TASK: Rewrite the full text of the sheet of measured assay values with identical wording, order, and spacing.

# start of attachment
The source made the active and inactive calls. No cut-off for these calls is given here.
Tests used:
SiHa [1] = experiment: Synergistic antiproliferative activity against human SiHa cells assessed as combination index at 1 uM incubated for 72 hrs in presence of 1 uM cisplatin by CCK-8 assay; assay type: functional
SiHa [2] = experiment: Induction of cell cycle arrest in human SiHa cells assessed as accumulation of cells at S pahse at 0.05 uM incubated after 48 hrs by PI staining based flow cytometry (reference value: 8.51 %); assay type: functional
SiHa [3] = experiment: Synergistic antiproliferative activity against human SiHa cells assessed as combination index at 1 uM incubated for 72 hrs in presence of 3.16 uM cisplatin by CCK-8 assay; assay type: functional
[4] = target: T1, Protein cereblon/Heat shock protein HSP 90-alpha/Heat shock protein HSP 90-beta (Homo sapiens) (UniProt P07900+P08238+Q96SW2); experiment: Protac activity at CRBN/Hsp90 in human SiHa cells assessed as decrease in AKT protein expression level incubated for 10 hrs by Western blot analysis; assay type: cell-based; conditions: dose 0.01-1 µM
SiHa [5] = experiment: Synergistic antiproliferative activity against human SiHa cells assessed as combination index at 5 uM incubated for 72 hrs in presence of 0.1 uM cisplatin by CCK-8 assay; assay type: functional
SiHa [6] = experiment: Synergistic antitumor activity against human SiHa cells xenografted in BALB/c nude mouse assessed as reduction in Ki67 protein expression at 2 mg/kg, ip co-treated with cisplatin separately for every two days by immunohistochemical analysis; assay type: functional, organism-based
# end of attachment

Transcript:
The source made the active and inactive calls. No cut-off for these calls is given here.
Tests used:
SiHa [1] = experiment: Synergistic antiproliferative activity against human SiHa cells assessed as combination index at 1 uM incubated for 72 hrs in presence of 1 uM cisplatin by CCK-8 assay; assay type: functional
SiHa [2] = experiment: Induction of cell cycle arrest in human SiHa cells assessed as accumulation of cells at S pahse at 0.05 uM incubated after 48 hrs by PI staining based flow cytometry (reference value: 8.51 %); assay type: functional
SiHa [3] = experiment: Synergistic antiproliferative activity against human SiHa cells assessed as combination index at 1 uM incubated for 72 hrs in presence of 3.16 uM cisplatin by CCK-8 assay; assay type: functional
[4] = target: T1, Protein cereblon/Heat shock protein HSP 90-alpha/Heat shock protein HSP 90-beta (Homo sapiens) (UniProt P07900+P08238+Q96SW2); experiment: Protac activity at CRBN/Hsp90 in human SiHa cells assessed as decrease in AKT protein expression level incubated for 10 hrs by Western blot analysis; assay type: cell-based; conditions: dose 0.01-1 µM
SiHa [5] = experiment: Synergistic antiproliferative activity against human SiHa cells assessed as combination index at 5 uM incubated for 72 hrs in presence of 0.1 uM cisplatin by CCK-8 assay; assay type: functional
SiHa [6] = experiment: Synergistic antitumor activity against human SiHa cells xenografted in BALB/c nude mouse assessed as reduction in Ki67 protein expression at 2 mg/kg, ip co-treated with cisplatin separately for every two days by immunohistochemical analysis; assay type: functional, organism-based